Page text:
In rejoinder, defendants cite Worch v. Wolpoff & Abramson, L.L.P., 477 F. Supp. 2d 1015 (E.D. Mo. 2007). There, the court found that the exemption applied to a process server who had repeatedly pounded on the door of the plaintiff's home, demanding to see one of the plaintiffs and refusing to identify himself. Id. at 1017. Worch in no way contradicts Andrews or Flamm, however; on the contrary, Worch does not address the question whether the process server's behavior might have made the exemption inapplicable.
Defendants next argue that plaintiff's FDCPA claim fails because the underlying suit for which they were retained to serve plaintiff was an action to collect unpaid legal fees. As courts have observed, the FDCPA defines a "debt" as "any obligation or alleged obligation of a consumer to pay money arising out of a transaction in which the money, property, insurance, or services which are the subject of the transaction are primarily for personal, family, or household purposes, whether or not such obligation has been reduced to judgment." 15 U.S.C. § 1692a(5). Attorneys' fees and similar legal expenses have not been viewed as transactions primarily for personal, family, or household purposes, and thus have been held to fall outside the FDCPA's ambit. See, e.g., Beal v. Himmel & Bernstein, LLP, 615 F. Supp. 2d 214, 217 (S.D.N.Y. 2009); Vaile v. Willick, No-07-00011, 2008 WL 204477, at *5-6 (W.D. Va. Jan. 24, 2008); Simmonds and Narita LLP v. Schreiber, 566 F. Supp. 2d 1015, 1017 (N.D. Cal. 2008).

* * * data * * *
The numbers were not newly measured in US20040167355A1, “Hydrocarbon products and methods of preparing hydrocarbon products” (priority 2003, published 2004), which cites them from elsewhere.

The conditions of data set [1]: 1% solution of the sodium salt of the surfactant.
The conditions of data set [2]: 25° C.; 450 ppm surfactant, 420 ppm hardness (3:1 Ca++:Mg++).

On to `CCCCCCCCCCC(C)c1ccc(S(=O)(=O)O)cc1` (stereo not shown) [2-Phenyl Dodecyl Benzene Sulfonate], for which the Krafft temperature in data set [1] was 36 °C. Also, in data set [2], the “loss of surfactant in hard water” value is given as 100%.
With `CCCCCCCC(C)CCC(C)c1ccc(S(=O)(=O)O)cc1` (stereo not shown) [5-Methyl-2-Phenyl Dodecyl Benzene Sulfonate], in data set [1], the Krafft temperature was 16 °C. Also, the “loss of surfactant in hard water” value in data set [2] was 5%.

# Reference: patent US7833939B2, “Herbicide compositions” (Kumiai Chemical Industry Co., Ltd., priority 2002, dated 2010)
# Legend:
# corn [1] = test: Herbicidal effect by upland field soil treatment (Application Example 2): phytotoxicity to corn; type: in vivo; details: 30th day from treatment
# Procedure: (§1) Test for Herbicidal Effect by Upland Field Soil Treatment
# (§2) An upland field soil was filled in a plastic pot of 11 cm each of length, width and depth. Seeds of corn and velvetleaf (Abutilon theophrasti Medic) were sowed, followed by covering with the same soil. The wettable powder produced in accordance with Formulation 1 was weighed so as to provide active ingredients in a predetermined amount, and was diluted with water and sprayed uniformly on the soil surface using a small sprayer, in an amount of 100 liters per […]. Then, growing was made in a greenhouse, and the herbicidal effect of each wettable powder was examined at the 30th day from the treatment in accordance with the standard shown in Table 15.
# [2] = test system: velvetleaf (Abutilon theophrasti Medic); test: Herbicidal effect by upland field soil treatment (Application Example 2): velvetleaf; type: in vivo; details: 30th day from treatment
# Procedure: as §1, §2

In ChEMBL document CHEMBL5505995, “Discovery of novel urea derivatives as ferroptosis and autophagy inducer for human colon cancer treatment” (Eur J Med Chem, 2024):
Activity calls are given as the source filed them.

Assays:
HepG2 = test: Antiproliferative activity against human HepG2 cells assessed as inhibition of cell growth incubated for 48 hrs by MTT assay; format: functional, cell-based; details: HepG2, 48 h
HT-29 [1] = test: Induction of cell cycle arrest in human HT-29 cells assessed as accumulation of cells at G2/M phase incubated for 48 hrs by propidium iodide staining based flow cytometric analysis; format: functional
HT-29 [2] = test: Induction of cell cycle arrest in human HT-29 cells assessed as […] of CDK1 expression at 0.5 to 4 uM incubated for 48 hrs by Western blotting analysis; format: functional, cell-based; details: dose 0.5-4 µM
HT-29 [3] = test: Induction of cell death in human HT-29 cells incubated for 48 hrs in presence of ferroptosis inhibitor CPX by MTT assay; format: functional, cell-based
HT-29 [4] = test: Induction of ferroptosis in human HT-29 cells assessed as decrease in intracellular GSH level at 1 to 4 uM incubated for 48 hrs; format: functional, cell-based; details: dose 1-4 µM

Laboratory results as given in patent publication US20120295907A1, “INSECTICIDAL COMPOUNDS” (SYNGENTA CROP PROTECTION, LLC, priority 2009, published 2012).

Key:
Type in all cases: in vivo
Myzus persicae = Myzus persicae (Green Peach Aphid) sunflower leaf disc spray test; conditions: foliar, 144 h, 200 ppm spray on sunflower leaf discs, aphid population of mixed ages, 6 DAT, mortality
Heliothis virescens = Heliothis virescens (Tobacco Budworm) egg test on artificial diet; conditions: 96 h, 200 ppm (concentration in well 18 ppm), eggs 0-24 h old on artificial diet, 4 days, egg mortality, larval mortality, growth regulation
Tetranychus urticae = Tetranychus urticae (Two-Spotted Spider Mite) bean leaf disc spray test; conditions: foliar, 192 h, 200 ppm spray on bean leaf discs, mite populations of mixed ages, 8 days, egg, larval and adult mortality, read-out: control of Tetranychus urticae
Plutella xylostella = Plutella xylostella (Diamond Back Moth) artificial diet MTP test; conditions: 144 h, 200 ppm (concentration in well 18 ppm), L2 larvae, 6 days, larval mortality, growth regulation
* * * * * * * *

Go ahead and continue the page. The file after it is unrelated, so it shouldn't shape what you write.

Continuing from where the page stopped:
To support their claim that the underlying action was for the recovery of attorneys' fees, defendants have attached several documents to their motion, including the complaint filed in the Potratz & Hollander suit. Defendants argue that I may take judicial notice of these documents without converting the instant motion to a motion for summary judgment. For his part, Spiegel insists that the "underlying obligation is a debt under the FDCPA because the payment for legal services sought by Defendants' client was primarily personal in nature"; and while he does not dispute the authenticity of the defendants' documents, he does insist that the documents fail to provide an accurate picture of debt's true character. He asks that the motion be converted to one for summary judgment so that he might have an opportunity to develop his position.
District courts have broad discretion to convert motions to dismiss into motions for summary judgment where documents beyond the pleadings are submitted along with the motion to dismiss. See, e.g., Charles Wright & Arthur Miller, 5C Fed. Prac. & Proc. Civ. § 1366 (3d ed.)(noting that "federal courts have complete discretion to determine whether or not to accept the submission of any material beyond the pleadings that is offered in conjunction with a Rule 12(b)(6) motion and rely on it, thereby converting the motion, or to reject it or simply not consider it"). Under the circumstances present here, I conclude that conversion is the more prudent way to proceed.
Accordingly, defendants' Rule 12(b)(6) motion is converted to a motion for summary judgment on plaintiff's FDCPA claim. Defendants' request that I decline to exercise supplemental jurisdiction over Spiegel's state law claims is denied without prejudice. Briefing should proceed in ...